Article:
Marginal Abatement Costs of CO2 Emission Reductions, Geographical Flexibility and Concrete Ceilings: an Assessment Using the POLES Model

Institut d'Economie et de Politique de l'Energie, Université Pierre Mendès France, BP 47 38040 Grenoble Cedex 9, France
Energy Policy (Impact Factor: 2.58). 10/1999; 27(10):585-601. DOI: 10.1016/S0301-4215(99)00051-8
Source: RePEc


The Kyoto Protocol envisage the setting-up of flexibility mechanisms allowing Annex B countries to fulfil their commitments to reducing greenhouse gases with respect for the principle of economic efficiency. The current negotiations relate in particular to the possibility of setting up a system of tradable emissions permits for Annex B countries and also of introducing “ceilings” to trade. This paper analyses the stakes and economic potential of adopting this instrument, both for those countries that made commitments in Kyoto and for developing countries. It is based on a formal approach that allows for a consistent framework of analysis. The emission permit market, is, in fact, simulated on the basis of a reference scenario and of marginal abatement cost curves and estimated by the POLES model; after analysing these marginal abatement cost curves and comparing them with those produced by other models, we explore two different configurations for a competitive market: a market limited to the Annex B countries and a world market. The results produced by the model show that widening the market to include developing countries is more effective than the Annex B market solution; it reduces the cost of implementing Kyoto for OECD countries and at the same time allows the countries of the South to benefit from selling the permits. This research also shows that introducing restrictions on exchanges for Annex B countries could have a counter-productive redistribution effect, with the ethical argument that underlies that particular measure.

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    • "Klepper and Peterson [2] declared that the definition of regional MACCs just " sounded convincing " , mainly discussing the role fossil fuel prices played in differentiating MACCs at firm and regional level theoretically, and used general equilibrium DART model for empirical simulations. Criqui, Mima and Viguier [3] generated MACCs from EPPA and POLES, and concluded that although social economic parameters, technological improvement and substitution elasticity varied across models, the rank of regional MACCs didn't change. Elzen and Lucas [4] used FAIR model, which linked long-term global abatement targets with regional emission quotas and abatement costs, illustrating evaluating regimes need both an assessment of initial allocation and distribution of abatement costs. "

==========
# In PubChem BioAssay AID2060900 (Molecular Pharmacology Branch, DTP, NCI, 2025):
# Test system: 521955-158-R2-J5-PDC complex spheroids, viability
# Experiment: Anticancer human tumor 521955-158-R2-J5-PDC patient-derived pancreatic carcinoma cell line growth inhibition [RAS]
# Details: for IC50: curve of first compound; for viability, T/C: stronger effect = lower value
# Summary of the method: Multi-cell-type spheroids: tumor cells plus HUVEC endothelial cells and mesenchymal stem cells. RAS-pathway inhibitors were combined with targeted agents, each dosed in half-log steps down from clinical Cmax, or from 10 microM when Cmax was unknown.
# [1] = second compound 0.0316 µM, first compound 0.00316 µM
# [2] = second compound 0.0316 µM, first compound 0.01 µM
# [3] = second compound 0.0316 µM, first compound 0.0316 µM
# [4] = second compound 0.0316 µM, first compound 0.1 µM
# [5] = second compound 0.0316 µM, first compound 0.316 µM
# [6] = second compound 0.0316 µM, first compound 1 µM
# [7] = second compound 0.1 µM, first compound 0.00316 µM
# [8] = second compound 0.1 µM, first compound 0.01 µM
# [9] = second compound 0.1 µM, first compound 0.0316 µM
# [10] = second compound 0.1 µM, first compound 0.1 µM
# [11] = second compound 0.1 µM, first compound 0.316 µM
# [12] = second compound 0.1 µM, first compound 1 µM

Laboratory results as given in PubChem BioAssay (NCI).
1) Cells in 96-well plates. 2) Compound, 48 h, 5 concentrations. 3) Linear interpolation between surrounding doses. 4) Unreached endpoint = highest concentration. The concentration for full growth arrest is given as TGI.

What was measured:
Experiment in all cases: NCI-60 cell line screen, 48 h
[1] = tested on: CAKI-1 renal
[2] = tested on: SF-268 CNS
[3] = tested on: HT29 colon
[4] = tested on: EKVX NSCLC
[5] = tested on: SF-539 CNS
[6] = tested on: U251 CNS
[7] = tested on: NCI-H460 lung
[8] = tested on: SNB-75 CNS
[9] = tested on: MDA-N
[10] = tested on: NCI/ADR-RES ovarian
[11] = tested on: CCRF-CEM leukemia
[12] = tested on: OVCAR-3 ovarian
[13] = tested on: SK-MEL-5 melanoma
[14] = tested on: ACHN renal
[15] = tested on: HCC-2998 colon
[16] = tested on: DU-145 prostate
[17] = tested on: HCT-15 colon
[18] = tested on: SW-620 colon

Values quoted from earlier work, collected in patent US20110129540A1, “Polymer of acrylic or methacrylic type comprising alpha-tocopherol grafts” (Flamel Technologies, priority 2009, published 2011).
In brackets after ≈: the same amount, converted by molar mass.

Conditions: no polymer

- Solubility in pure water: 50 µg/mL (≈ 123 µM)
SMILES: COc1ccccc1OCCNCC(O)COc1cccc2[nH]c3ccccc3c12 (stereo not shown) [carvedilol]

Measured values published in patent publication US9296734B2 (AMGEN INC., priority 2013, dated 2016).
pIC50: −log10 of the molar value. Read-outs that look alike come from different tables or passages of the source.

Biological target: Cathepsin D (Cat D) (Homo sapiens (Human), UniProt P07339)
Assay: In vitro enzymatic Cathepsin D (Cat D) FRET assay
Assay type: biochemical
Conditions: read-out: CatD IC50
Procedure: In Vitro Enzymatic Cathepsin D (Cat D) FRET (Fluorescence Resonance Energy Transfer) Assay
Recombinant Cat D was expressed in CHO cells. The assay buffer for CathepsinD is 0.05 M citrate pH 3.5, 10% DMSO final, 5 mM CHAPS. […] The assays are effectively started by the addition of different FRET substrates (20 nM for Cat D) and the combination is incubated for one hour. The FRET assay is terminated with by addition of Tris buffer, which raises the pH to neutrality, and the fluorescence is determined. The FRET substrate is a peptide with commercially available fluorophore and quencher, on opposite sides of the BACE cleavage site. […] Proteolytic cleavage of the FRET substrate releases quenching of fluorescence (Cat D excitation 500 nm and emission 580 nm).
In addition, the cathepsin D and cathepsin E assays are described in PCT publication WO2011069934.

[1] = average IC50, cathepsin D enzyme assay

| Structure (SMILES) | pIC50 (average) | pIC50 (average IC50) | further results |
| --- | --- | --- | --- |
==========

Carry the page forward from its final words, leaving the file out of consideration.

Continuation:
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    ABSTRACT: ScienceDirect 1876-6102 © 2014 The Authors. Published by Elsevier Ltd. This is an open access article under the CC BY-NC-ND license ( Peer-review under responsibility of the Organizing Committee of ICAE2014 Abstract The Kyoto Protocol inspires the idea of establishing emissions trading scheme, regarding economic-effectiveness as a significant factor to achieve reduction targets and meet obligation. With this trend, marginal abatement cost curves (MACCs) have been used in climate policy analysis under general equilibrium framework, and have been proved a valid device to highlight the superiority of ETS. This paper focuses on the comparison of MACCs at industry level in China, derived by us from CGE, GCAM and TIMES respectively. It's clear that there is no dynamic adjustment process in these models, so we use linear interpolation method to introduce carbon tax to simulate actual situation. Meanwhile, we also take data from potential and cost study into account. To make our work more targeted, we pay close attention to energy-intensive industries with high carbon emissions level such as electricity, cement and steel, which are most likely to be covered in carbon market. The results indicate how MACCs change and illustrate why they change, depending on applied methodology and underlying assumptions. As we ignore the indirect effects, for instance, tax distortions and non-financial costs during above simulation, the emissions abatement cost we achieve by using integral calculus won't be equivalent to real cost. Therefore, it's a wise decision for government department and research institute to be cautious when using MACCs as basis of policy making and academic studies.